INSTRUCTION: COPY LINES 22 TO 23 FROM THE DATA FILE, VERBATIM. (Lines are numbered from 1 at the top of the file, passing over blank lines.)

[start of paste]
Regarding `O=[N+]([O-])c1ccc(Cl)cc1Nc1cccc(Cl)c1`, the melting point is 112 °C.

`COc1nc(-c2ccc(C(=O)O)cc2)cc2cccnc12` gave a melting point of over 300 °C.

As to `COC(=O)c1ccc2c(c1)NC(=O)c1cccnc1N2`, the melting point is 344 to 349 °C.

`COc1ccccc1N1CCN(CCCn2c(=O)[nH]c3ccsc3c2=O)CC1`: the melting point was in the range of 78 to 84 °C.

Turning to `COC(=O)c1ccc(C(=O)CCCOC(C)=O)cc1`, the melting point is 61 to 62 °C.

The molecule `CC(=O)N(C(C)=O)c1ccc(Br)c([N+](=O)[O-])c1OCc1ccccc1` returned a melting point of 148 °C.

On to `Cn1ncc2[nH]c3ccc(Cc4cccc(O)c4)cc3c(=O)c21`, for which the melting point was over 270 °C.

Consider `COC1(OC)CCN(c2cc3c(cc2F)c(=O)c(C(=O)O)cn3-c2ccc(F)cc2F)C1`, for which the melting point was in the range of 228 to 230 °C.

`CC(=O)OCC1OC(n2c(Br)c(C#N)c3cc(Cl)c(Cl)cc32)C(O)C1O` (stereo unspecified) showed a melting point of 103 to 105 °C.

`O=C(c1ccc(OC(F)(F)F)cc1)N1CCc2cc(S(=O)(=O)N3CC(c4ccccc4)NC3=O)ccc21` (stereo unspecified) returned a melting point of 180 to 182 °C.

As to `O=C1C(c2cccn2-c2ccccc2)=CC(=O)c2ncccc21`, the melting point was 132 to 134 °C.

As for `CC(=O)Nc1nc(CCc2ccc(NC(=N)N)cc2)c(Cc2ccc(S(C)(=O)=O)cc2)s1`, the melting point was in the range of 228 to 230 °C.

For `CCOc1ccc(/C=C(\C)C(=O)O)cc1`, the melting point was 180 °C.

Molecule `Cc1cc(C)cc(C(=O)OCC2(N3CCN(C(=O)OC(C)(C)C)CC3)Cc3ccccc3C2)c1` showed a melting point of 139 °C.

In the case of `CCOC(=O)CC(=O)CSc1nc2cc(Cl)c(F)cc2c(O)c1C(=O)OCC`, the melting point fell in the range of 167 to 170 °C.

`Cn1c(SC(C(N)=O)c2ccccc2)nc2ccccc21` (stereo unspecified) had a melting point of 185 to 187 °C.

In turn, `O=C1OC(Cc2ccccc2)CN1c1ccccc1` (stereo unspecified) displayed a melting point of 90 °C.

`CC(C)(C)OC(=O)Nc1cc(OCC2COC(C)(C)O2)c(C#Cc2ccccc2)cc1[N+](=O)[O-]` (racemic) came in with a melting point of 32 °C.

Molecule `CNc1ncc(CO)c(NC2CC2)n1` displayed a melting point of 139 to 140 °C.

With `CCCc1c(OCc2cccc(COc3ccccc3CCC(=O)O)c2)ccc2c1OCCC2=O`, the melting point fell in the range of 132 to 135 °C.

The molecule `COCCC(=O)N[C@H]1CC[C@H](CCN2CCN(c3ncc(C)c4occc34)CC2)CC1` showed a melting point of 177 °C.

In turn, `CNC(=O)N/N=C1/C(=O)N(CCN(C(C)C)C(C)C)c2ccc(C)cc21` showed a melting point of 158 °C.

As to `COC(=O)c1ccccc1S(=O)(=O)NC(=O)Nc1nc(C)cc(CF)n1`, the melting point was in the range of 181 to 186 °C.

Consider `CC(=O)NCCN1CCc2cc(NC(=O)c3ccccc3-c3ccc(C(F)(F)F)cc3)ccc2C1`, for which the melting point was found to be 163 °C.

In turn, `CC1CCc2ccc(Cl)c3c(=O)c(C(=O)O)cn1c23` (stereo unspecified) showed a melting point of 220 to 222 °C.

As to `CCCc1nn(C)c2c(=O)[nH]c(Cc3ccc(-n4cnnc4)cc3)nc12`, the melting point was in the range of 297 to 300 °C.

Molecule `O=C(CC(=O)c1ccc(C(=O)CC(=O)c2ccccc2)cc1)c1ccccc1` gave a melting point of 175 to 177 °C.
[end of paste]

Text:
In turn, `CNC(=O)N/N=C1/C(=O)N(CCN(C(C)C)C(C)C)c2ccc(C)cc21` showed a melting point of 158 °C.

As to `COC(=O)c1ccccc1S(=O)(=O)NC(=O)Nc1nc(C)cc(CF)n1`, the melting point was in the range of 181 to 186 °C.